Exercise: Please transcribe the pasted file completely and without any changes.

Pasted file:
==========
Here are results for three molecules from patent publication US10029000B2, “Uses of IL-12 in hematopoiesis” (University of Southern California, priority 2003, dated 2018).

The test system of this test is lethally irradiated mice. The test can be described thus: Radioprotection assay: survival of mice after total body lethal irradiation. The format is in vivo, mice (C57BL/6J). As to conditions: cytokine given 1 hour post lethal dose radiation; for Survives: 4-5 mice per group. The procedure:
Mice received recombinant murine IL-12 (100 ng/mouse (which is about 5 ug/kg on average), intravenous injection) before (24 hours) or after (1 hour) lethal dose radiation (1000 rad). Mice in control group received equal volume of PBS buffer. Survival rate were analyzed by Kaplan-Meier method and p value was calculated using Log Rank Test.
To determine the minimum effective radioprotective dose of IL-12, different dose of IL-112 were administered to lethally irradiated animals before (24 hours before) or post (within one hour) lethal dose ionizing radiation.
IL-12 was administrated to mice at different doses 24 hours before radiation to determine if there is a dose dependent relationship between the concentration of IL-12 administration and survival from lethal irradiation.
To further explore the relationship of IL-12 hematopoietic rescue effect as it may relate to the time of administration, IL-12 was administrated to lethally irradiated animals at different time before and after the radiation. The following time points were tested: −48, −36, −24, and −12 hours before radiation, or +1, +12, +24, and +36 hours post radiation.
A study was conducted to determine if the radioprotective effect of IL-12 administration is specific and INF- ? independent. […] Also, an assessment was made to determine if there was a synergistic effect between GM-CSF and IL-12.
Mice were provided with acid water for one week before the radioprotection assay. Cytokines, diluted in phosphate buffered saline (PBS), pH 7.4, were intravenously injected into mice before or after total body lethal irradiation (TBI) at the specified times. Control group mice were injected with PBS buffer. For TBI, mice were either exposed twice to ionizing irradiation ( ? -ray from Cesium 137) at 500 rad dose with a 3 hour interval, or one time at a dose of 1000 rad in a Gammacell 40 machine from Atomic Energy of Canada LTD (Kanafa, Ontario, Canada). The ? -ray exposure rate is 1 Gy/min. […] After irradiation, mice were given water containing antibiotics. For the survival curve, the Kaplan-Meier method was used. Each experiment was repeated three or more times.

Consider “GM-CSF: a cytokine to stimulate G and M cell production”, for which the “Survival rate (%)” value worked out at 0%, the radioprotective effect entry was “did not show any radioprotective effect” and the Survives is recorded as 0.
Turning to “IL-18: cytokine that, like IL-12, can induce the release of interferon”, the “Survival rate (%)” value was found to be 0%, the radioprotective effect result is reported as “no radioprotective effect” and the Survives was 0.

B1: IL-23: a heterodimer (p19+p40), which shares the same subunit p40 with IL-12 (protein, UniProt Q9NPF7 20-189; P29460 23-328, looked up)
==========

Here are results for three molecules from patent publication US10029000B2, “Uses of IL-12 in hematopoiesis” (University of Southern California, priority 2003, dated 2018).

The test system of this test is lethally irradiated mice. The test can be described thus: Radioprotection assay: survival of mice after total body lethal irradiation. The format is in vivo, mice (C57BL/6J). As to conditions: cytokine given 1 hour post lethal dose radiation; for Survives: 4-5 mice per group. The procedure:
Mice received recombinant murine IL-12 (100 ng/mouse (which is about 5 ug/kg on average), intravenous injection) before (24 hours) or after (1 hour) lethal dose radiation (1000 rad). Mice in control group received equal volume of PBS buffer. Survival rate were analyzed by Kaplan-Meier method and p value was calculated using Log Rank Test.
To determine the minimum effective radioprotective dose of IL-12, different dose of IL-112 were administered to lethally irradiated animals before (24 hours before) or post (within one hour) lethal dose ionizing radiation.
IL-12 was administrated to mice at different doses 24 hours before radiation to determine if there is a dose dependent relationship between the concentration of IL-12 administration and survival from lethal irradiation.
To further explore the relationship of IL-12 hematopoietic rescue effect as it may relate to the time of administration, IL-12 was administrated to lethally irradiated animals at different time before and after the radiation. The following time points were tested: −48, −36, −24, and −12 hours before radiation, or +1, +12, +24, and +36 hours post radiation.
A study was conducted to determine if the radioprotective effect of IL-12 administration is specific and INF- ? independent. […] Also, an assessment was made to determine if there was a synergistic effect between GM-CSF and IL-12.
Mice were provided with acid water for one week before the radioprotection assay. Cytokines, diluted in phosphate buffered saline (PBS), pH 7.4, were intravenously injected into mice before or after total body lethal irradiation (TBI) at the specified times. Control group mice were injected with PBS buffer. For TBI, mice were either exposed twice to ionizing irradiation ( ? -ray from Cesium 137) at 500 rad dose with a 3 hour interval, or one time at a dose of 1000 rad in a Gammacell 40 machine from Atomic Energy of Canada LTD (Kanafa, Ontario, Canada). The ? -ray exposure rate is 1 Gy/min. […] After irradiation, mice were given water containing antibiotics. For the survival curve, the Kaplan-Meier method was used. Each experiment was repeated three or more times.

Consider “GM-CSF: a cytokine to stimulate G and M cell production”, for which the “Survival rate (%)” value worked out at 0%, the radioprotective effect entry was “did not show any radioprotective effect” and the Survives is recorded as 0.
Turning to “IL-18: cytokine that, like IL-12, can induce the release of interferon”, the “Survival rate (%)” value was found to be 0%, the radioprotective effect result is reported as “no radioprotective effect” and the Survives was 0.

B1: IL-23: a heterodimer (p19+p40), which shares the same subunit p40 with IL-12 (protein, UniProt Q9NPF7 20-189; P29460 23-328, looked up)